11. Introduction to IFERROR Function 00:42:24

  12. VLOOKUP as Alternative to IF 00:47:27

  13. IFERROR/VLOOKUP Alternative to IF 00:52:31

  14. Introduction to IFNA (Excel 2013+) 00:55:12

  15. Introduction to IS Functions 01:02:37

  16. Correcting Numbers Stored as Text 01:06:00

  17. Introduction to AND 01:07:07

  18. Introduction to OR 01:09:29

  19. Introduction to XOR 01:10:49

  20. Introduction to NOT 01:12:02

  21. SUBSTITUTE as Alternative to IF 01:12:31

  22. Introduction to SUMIF 01:14:56

  23. SUMIF with Comparison 01:18:03

  24. Introduction to SUMIFS 01:19:45

  25. SUMIFS with Two Range Criteria 01:21:42

  26. Introduction to SUMPRODUCT 01:23:19

  27. SUMPRODUCT as SUMIFS Alternative 01:26:54

  28. Introduction to COUNTIF/COUNTIFS 01:32:38

  29. MIN/MAX and SMALL/LARGE 01:34:10

  30. MAXIFS Function (Excel 2019+) 01:36:48

  31. MINIFS Function 01:39:15

  32. Conclusion 01:44:59

  • AND Function 01:07:07
  • Array Formula 01:39:30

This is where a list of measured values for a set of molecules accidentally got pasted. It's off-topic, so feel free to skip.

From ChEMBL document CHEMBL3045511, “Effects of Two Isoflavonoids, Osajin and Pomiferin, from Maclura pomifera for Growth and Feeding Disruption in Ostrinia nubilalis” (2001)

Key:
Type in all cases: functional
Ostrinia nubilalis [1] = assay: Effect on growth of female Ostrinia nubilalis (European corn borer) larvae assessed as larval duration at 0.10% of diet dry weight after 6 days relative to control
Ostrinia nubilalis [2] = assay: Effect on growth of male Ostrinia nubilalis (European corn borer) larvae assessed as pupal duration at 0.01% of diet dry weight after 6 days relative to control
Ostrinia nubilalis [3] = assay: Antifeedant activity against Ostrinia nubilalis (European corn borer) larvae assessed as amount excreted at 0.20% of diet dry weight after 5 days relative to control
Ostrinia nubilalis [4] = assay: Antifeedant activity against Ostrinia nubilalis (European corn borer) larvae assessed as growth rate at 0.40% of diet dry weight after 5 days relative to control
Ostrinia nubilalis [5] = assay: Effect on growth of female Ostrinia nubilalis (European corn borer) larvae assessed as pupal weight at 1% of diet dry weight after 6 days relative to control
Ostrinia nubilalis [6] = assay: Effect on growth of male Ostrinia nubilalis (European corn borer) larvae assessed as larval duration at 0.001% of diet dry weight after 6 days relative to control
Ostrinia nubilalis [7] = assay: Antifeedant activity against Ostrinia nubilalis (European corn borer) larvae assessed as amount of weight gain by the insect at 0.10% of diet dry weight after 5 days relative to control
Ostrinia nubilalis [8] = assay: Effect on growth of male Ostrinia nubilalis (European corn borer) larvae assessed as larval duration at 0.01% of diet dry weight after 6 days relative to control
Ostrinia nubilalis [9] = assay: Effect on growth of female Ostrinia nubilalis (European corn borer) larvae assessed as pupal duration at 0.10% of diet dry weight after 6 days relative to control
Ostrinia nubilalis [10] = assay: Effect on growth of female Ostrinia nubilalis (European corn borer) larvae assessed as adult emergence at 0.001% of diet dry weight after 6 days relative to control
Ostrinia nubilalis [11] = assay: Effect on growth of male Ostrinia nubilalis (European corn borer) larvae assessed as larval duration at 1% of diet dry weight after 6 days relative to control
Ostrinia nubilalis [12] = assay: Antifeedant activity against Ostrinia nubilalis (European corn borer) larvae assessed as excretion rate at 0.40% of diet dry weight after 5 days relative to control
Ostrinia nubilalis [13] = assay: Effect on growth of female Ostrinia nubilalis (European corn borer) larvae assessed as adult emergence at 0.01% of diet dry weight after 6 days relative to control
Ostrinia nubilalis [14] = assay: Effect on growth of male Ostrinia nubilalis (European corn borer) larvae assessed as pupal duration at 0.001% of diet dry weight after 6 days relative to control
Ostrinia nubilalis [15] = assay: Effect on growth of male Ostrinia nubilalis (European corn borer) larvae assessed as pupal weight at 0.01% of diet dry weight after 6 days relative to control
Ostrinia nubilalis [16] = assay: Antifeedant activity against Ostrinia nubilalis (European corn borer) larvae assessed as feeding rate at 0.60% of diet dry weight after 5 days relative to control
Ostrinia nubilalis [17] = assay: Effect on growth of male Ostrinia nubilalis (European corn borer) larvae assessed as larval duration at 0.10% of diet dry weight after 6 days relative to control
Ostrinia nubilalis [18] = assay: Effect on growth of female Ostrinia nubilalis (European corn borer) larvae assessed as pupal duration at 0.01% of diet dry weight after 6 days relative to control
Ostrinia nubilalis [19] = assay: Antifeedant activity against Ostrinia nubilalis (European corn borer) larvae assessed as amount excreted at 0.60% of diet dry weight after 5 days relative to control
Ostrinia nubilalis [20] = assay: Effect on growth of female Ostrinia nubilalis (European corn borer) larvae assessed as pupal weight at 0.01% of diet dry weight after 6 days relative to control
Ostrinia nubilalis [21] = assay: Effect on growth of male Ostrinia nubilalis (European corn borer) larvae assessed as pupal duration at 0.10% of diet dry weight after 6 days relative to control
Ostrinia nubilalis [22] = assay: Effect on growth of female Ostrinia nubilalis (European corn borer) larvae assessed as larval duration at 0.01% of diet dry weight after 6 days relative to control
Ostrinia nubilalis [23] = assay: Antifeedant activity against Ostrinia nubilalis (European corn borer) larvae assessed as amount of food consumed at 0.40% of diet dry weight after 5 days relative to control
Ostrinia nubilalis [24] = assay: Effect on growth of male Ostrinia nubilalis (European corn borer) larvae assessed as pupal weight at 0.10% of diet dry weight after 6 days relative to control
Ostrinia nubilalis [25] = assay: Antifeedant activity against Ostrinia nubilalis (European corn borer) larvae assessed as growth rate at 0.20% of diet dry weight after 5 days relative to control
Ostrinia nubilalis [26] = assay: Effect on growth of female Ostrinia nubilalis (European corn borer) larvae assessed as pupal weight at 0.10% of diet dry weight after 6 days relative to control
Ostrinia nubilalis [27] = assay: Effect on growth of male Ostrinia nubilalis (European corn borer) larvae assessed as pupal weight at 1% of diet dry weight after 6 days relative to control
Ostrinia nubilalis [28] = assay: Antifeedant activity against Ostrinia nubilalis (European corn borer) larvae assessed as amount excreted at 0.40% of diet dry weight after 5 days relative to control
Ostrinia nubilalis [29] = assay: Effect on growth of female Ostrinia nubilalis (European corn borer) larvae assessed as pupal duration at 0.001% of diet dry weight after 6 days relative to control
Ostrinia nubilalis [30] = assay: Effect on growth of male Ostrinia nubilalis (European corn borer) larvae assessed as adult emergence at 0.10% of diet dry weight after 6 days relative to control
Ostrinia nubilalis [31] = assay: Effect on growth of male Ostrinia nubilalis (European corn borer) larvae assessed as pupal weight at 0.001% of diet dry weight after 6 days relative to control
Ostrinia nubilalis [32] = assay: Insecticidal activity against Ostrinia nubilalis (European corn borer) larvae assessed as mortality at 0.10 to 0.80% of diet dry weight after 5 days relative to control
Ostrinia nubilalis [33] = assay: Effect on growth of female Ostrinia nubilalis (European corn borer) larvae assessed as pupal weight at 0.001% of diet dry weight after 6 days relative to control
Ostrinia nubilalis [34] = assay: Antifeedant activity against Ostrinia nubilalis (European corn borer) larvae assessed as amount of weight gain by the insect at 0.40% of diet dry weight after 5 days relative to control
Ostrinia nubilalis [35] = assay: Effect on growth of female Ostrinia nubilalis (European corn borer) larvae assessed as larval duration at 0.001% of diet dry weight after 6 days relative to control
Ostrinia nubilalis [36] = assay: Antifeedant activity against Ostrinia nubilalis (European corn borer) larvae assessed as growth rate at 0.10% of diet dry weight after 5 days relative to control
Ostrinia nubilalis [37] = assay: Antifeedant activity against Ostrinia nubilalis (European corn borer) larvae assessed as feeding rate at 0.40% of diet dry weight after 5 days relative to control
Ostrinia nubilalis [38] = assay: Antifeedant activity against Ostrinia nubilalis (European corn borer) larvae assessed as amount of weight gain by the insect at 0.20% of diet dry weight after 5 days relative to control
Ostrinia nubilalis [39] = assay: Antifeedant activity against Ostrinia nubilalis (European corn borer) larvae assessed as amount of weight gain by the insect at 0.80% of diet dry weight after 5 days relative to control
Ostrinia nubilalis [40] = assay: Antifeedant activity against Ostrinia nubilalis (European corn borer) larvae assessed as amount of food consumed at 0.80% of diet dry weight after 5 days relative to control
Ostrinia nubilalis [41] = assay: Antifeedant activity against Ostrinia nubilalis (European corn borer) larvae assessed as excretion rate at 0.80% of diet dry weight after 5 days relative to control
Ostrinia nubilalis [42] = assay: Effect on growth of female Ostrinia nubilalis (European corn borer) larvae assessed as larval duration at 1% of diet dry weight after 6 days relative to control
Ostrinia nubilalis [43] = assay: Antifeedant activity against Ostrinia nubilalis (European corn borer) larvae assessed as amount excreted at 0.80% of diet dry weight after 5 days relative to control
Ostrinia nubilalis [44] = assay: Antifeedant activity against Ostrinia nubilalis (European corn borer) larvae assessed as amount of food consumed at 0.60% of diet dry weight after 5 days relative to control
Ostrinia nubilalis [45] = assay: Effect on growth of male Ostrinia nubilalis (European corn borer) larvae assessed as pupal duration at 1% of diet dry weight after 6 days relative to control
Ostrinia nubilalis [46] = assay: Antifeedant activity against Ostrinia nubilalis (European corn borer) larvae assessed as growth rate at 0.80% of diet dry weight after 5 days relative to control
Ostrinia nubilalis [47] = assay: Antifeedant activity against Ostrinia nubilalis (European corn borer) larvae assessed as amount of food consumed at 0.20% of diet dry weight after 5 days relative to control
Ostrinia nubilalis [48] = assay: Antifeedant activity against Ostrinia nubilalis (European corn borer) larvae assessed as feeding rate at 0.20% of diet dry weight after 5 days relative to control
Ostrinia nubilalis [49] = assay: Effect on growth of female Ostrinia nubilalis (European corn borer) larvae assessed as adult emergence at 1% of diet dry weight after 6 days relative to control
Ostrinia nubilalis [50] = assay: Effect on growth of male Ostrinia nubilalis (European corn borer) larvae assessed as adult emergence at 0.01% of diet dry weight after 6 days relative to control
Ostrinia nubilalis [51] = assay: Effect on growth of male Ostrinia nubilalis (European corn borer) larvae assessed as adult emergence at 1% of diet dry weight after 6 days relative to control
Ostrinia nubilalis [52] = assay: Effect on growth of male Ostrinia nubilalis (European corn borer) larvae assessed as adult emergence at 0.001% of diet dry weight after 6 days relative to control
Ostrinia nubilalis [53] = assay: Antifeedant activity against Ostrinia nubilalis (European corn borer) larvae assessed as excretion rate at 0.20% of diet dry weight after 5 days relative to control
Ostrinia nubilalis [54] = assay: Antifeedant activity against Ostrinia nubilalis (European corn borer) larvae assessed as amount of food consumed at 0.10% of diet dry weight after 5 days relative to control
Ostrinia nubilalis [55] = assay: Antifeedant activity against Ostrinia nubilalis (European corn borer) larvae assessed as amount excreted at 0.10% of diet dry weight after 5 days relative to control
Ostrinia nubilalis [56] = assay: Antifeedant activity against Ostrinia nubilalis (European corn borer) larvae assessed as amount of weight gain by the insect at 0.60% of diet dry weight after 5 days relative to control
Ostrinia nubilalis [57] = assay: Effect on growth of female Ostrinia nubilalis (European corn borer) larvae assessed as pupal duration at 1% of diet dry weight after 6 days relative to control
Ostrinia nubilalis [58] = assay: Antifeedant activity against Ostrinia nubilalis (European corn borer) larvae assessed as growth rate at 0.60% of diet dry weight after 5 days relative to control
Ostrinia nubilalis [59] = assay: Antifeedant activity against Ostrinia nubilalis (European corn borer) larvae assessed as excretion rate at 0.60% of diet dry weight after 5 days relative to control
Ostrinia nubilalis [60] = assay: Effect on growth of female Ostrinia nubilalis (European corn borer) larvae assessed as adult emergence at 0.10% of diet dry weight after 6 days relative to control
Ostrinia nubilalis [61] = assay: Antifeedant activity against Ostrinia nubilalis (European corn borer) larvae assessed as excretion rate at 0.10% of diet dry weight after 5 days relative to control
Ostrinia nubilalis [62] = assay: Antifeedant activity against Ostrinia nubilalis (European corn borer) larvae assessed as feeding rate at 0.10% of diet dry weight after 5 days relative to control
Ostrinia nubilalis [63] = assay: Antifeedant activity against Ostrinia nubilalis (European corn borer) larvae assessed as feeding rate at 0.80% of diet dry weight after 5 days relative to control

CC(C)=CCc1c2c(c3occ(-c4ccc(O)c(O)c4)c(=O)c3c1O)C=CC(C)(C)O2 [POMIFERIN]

• AutoSum 00:45:26
  • CHOOSE  Function 00:38:57
  • COUNTIF 01:32:38
  • COUNTIFS 01:32:38
  • Evaluate Formulas 00:25:31, 00:26:59
  • IFERROR Function 00:42:24, 00:52:31
  • IF Function 00:03:12, 01:12:31
  • IFNA Function 00:55:12
  • IFS Function 00:33:52
  • ISERROR 00:45:46
  • IS Functions 01:02:37
  • LARGE Function 01:34:15
  • LEN Function 00:09:08
  • MAX Function 01:34:11
  • MAXIFS Function
  • MIN Function  01:34:12
  • MINIFS Function 01:39:15
  • NOT Function 01:12:02
  • OR Function 01:09:29 
  • SMALL Function 01:34:14
  • SUBSTITUTE Function 01:13:20
  • SUMIF Function 01:15:04, 01:18:03
  • SUMIFS Function 01:19:50
  • SUMPRODUCT 01:23:19
  • Table Array 00:48:23